The default or miscarriage of another person to which the statute applies need not, however, be a default or miscarriage in payment of a debt or in performing a contract. Any duty imposed by the law, although not the performance of a contract, against the breach of which it was the intention of the parties to secure and be secured, must be proved by writing. Thus, where one had improperly ridden another's horse, and thereby caused its death, a promise by a third person to pay a sum of money in consideration that the owner of the horse would not sue the wrongdoer was adjudged to be unavailable, because in parol only 0).
In the case of Eastwood v. Kenyon (t), the Court of Queen's Bench decided a completely new point on the construction of this branch of the 4th section. They held that the promise, which is to be reduced into writing, is a promise made to the person to whom the original debtor is liable; but that a promise made to the debtor himself, or even to a third person, to answer to the creditor, would not require to be reduced into writing (u). In that case, the plaintiff was liable to a Mr. Blackburne on a promissory note, and the defendant promised the plaintiff to discharge the note to Blackburne. The Court held, that this was not a promise to answer for the debt of another within the meaning of the 4th section of the Statute of Frauds.1
(r) Couturier v. Hastie, 9 Exch. 102; 22 L. J. (Exch.) 97, S. c.
(s) Kirkham v. Martyr, 2 B. & A. 613.
(t) 11 A. & E. (39 E. C. L. R.) 438.
(u) Hargreaves v. Parsons, 13 M. & W. 561; see Header v. Kingham, 13 C. B. N. S. (106 E. C. L. R.) 344; 32 L. J. (C. P.) 108; Wildes v. Dudlow, L. R. 19 Eq. 198; 44 L.J. (Ch.) 341.
"If," said Lord Denman, "the promise had been made to Blackburne, doubtless the statute would have applied; it would have then been strictly a promise to answer for the debt of another; and the argument on the part of the defendant is, that it is not less the debt of another because the promise is made to that other, viz., the debtor and not the creditor, the statute not having in terms stated to whom the promise contemplated by it is to be made. But upon consideration, we are of opinion, that the statute applies only to promises made to the person to whom another is answerable. We are not aware of any case in which the point has arisen, *or in which any attempt has been made to put that construction upon the statute which is now sought to be established, and which we think not to be the true one."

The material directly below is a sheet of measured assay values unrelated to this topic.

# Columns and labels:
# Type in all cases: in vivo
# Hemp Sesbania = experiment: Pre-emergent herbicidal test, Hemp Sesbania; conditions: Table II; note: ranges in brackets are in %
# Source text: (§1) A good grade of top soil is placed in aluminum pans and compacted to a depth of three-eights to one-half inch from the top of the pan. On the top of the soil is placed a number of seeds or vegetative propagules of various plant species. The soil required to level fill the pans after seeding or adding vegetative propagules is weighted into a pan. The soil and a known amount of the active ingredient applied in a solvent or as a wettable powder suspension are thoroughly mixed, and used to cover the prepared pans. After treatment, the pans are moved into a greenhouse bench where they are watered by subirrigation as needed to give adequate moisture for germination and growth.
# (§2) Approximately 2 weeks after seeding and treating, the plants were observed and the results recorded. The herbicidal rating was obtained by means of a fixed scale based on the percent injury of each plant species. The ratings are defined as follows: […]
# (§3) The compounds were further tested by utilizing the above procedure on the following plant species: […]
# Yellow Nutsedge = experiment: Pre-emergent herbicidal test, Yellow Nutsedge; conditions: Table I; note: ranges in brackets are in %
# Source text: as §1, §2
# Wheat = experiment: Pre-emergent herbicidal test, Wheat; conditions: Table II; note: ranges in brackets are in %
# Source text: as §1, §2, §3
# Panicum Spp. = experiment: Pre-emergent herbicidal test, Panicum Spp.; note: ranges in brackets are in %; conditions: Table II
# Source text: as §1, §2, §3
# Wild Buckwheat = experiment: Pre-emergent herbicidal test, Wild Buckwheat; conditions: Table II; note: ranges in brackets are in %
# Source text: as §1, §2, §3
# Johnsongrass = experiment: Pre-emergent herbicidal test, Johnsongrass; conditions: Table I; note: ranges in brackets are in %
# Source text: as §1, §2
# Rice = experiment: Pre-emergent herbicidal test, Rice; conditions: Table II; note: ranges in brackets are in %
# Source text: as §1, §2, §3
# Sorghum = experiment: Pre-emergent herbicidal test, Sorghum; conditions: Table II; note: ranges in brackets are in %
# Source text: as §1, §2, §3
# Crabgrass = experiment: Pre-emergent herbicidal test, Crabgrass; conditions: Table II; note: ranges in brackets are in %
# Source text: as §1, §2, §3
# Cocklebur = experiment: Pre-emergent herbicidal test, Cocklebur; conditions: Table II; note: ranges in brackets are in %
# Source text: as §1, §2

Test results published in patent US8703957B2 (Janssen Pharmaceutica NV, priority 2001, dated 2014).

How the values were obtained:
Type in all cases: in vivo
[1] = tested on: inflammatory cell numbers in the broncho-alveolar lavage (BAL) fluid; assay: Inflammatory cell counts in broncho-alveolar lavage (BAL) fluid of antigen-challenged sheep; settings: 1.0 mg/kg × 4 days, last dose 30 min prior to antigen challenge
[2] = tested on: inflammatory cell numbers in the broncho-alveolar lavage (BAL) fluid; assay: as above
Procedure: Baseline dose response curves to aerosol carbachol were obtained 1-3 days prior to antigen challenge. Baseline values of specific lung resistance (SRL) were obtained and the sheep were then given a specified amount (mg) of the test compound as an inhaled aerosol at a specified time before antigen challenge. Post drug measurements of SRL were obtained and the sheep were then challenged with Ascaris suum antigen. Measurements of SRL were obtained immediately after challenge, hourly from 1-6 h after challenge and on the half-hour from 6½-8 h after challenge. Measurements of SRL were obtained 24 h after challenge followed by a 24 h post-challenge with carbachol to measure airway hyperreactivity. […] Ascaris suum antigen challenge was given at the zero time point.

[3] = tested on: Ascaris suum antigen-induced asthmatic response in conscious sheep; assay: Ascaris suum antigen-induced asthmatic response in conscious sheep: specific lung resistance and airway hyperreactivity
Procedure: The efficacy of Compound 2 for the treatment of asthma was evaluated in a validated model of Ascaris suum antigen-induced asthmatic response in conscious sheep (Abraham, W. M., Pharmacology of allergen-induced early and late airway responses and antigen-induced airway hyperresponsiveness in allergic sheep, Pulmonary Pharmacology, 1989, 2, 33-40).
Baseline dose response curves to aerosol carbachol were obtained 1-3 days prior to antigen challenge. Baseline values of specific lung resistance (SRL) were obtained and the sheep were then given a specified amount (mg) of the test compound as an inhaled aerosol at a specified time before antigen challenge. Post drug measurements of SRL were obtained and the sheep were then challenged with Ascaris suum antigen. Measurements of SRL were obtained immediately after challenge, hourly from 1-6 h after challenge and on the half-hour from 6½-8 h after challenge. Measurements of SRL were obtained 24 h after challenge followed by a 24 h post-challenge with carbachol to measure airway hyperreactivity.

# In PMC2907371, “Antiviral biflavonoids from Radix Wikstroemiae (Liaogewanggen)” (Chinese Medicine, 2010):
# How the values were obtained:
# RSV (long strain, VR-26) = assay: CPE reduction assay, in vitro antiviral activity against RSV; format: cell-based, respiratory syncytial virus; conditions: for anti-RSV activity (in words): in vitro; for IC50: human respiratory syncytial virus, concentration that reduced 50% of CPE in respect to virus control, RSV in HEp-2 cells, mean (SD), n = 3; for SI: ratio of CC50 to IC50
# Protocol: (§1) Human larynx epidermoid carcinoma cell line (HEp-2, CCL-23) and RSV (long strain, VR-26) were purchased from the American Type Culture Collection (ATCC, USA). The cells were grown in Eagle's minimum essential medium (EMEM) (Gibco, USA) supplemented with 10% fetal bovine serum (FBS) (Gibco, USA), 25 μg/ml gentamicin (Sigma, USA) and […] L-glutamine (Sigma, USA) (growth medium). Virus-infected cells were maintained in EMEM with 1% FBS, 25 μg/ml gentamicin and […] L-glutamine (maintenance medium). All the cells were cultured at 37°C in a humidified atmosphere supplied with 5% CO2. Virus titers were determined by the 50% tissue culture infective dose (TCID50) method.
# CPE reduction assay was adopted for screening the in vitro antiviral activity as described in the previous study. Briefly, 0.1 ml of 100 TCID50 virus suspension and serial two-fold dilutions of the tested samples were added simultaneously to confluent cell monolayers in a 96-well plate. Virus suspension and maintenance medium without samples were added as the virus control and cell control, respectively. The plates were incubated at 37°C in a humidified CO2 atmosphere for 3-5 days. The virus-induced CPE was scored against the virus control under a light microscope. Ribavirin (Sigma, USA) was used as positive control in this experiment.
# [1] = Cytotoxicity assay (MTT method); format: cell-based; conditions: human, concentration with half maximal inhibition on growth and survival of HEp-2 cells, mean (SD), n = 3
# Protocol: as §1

1 "The statute applies only," said Parke, B., in the recent case of Hargreaves v. Parsons, 13 M. & \V. 569, "to promises made to the persons to whom another is already, or is to become answerable It must be a promise to be answerable for a debt of, or a default in some duty by that other person towards the promisee. This was decided, and no doubt rightly, by the Court of Queen'8 Bench, Eastwood v. Kenyon;" and the same point had been previously decided by the Supreme Court of New York, in Johnson v. Gilbert, 4 Hill, 17S.-R.